So what I like about internet discussion – forums/facebook/youtube is that it is not constrained by physical space.

In real life discussions, you HAVE to be in the same physical space, and that will somewhat restrict and homogenize your thinking – especially if the environment you are in when the discourse is taking place is rule-bounded both in its initial design and whatever one chooses to impose on the space afterwards.

In other words, different architecture spaces are specifically designed to entail certain types of behaviors, thought patterns, and ways of interaction (think of Churches and university classrooms) Also, you can’t cuss each other out in real life and just down right call another person a faggot in formal and closely contained spaces like a court or an office. and you can create other comfort zones to suit yourself by avoiding to sit with or talk to people you don’t like, and you certainly have more faee to save. By the self-conscious/insecurity/fears (or lack of it) factors these factors entail, it can shut down some of your more outside the box thoughts and refrain you from doing and saying what you really are thinking.

But on the internet, people sometimes come up with more creative and intelligent thoughts and let them flow around instantly without boundaries of time and space. ( think about how a youtube video can be watched 5 years after it was shot, but a physical interaction/discourse can only happen…NOW).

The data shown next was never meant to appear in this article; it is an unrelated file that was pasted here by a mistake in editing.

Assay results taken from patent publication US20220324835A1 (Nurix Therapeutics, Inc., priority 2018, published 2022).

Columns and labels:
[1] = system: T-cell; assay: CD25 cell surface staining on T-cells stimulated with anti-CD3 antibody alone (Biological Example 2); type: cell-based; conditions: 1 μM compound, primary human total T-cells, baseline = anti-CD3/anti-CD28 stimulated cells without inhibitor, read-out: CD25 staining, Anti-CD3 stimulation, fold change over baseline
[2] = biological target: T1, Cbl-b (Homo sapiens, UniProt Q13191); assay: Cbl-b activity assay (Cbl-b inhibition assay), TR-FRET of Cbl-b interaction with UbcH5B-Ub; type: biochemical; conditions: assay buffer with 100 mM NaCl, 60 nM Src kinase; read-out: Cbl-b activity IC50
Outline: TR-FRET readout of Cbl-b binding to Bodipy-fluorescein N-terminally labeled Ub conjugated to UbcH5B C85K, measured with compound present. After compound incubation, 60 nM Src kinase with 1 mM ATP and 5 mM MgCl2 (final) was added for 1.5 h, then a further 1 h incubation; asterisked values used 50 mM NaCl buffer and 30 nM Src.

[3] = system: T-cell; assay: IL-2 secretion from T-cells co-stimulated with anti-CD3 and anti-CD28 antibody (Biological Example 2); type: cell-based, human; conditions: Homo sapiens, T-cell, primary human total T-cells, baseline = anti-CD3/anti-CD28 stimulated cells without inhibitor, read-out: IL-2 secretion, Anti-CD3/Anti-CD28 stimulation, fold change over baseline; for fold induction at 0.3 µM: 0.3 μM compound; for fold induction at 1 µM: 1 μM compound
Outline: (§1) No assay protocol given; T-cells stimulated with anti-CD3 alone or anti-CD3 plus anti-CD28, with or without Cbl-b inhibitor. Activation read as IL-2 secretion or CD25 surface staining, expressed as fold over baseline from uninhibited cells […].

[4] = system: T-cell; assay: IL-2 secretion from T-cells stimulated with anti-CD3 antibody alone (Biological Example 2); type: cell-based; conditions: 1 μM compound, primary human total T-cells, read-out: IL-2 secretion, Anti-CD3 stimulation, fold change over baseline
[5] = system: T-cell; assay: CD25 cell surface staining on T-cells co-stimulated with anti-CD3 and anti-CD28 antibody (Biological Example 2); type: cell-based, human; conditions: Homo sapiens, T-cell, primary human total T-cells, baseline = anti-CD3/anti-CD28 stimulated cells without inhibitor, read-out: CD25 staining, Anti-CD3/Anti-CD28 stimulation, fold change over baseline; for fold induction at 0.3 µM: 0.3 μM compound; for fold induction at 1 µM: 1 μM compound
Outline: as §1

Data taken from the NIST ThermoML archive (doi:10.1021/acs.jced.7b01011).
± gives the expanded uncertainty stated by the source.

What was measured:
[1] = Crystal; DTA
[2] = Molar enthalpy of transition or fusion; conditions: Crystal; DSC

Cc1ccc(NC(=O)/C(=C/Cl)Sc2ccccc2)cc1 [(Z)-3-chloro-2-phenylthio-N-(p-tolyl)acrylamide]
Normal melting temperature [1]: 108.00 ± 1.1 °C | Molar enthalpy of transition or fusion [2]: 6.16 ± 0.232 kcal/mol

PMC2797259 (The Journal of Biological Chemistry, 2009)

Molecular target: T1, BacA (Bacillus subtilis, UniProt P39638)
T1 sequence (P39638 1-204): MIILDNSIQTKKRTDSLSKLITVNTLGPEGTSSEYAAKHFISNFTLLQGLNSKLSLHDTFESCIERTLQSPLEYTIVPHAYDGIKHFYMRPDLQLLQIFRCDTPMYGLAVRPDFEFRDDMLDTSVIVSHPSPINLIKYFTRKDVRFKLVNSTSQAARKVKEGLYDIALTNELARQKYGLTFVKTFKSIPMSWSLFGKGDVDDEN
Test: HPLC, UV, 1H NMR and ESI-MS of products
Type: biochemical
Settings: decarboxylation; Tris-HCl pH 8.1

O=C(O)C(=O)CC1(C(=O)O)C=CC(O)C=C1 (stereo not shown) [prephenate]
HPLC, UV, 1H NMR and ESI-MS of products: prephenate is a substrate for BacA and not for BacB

People from different physical space and time and from all corners of the world can jump into to same discussion, while bringing a lot of different ideas because they are from different places, are unbounded by certain social and psychological and physical roles of real life.

However, internet spaces like Youtube and Facebook and different types of forums DO have restriction and rules, and also tend to attract to attract similar types of people to the same social networks.

So this brings me to the opposite side of the perspective. Come to think about it, maybe rule-bounded, physical, and organized spaces of certain type of intimacy ARE better for good discourses.

Maybe talking about Freud in a psychology class at Harvard gets you further than discussing him in the comment section of Psychology.com.

Haven’t really made up my mind yet. but I think it’s a good idea to slide back and fourth between the internet and “real life”, pick and choose where and when to be in either spaces and bounce around between rules and non-rule, between physical spaces that close us (or open us up), and cyber spaces that opens us up (or close us down).

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